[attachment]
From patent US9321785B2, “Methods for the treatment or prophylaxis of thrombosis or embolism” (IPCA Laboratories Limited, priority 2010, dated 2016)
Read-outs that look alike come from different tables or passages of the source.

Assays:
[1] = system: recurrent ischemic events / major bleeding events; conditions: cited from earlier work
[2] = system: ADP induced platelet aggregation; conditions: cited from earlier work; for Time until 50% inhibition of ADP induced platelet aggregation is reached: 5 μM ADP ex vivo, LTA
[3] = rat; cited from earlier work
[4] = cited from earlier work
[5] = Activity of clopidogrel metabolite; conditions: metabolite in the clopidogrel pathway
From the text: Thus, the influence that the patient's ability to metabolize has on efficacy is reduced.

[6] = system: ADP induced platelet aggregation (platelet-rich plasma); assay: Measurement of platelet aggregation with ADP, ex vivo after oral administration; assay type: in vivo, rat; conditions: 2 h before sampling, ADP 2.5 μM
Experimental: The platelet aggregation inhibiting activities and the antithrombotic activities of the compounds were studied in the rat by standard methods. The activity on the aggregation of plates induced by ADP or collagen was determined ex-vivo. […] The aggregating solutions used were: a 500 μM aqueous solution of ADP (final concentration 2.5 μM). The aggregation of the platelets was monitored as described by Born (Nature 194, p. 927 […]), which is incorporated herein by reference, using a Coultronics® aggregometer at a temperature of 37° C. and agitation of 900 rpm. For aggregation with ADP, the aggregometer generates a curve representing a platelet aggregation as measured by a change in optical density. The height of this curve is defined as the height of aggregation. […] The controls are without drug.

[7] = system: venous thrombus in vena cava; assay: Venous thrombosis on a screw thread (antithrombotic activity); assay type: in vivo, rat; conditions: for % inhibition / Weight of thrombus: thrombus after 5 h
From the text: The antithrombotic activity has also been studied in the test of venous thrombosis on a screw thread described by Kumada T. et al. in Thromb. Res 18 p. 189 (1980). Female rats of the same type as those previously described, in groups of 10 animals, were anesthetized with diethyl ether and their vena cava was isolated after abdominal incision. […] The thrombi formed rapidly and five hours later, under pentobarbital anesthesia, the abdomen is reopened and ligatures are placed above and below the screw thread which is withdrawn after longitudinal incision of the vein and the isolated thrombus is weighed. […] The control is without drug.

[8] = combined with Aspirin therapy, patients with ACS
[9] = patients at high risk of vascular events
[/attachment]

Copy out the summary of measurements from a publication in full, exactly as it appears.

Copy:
From patent US9321785B2, “Methods for the treatment or prophylaxis of thrombosis or embolism” (IPCA Laboratories Limited, priority 2010, dated 2016)
Read-outs that look alike come from different tables or passages of the source.

Assays:
[1] = system: recurrent ischemic events / major bleeding events; conditions: cited from earlier work
[2] = system: ADP induced platelet aggregation; conditions: cited from earlier work; for Time until 50% inhibition of ADP induced platelet aggregation is reached: 5 μM ADP ex vivo, LTA
[3] = rat; cited from earlier work
[4] = cited from earlier work
[5] = Activity of clopidogrel metabolite; conditions: metabolite in the clopidogrel pathway
From the text: Thus, the influence that the patient's ability to metabolize has on efficacy is reduced.

[6] = system: ADP induced platelet aggregation (platelet-rich plasma); assay: Measurement of platelet aggregation with ADP, ex vivo after oral administration; assay type: in vivo, rat; conditions: 2 h before sampling, ADP 2.5 μM
Experimental: The platelet aggregation inhibiting activities and the antithrombotic activities of the compounds were studied in the rat by standard methods. The activity on the aggregation of plates induced by ADP or collagen was determined ex-vivo. […] The aggregating solutions used were: a 500 μM aqueous solution of ADP (final concentration 2.5 μM). The aggregation of the platelets was monitored as described by Born (Nature 194, p. 927 […]), which is incorporated herein by reference, using a Coultronics® aggregometer at a temperature of 37° C. and agitation of 900 rpm. For aggregation with ADP, the aggregometer generates a curve representing a platelet aggregation as measured by a change in optical density. The height of this curve is defined as the height of aggregation. […] The controls are without drug.

[7] = system: venous thrombus in vena cava; assay: Venous thrombosis on a screw thread (antithrombotic activity); assay type: in vivo, rat; conditions: for % inhibition / Weight of thrombus: thrombus after 5 h
From the text: The antithrombotic activity has also been studied in the test of venous thrombosis on a screw thread described by Kumada T. et al. in Thromb. Res 18 p. 189 (1980). Female rats of the same type as those previously described, in groups of 10 animals, were anesthetized with diethyl ether and their vena cava was isolated after abdominal incision. […] The thrombi formed rapidly and five hours later, under pentobarbital anesthesia, the abdomen is reopened and ligatures are placed above and below the screw thread which is withdrawn after longitudinal incision of the vein and the isolated thrombus is weighed. […] The control is without drug.

[8] = combined with Aspirin therapy, patients with ACS
[9] = patients at high risk of vascular events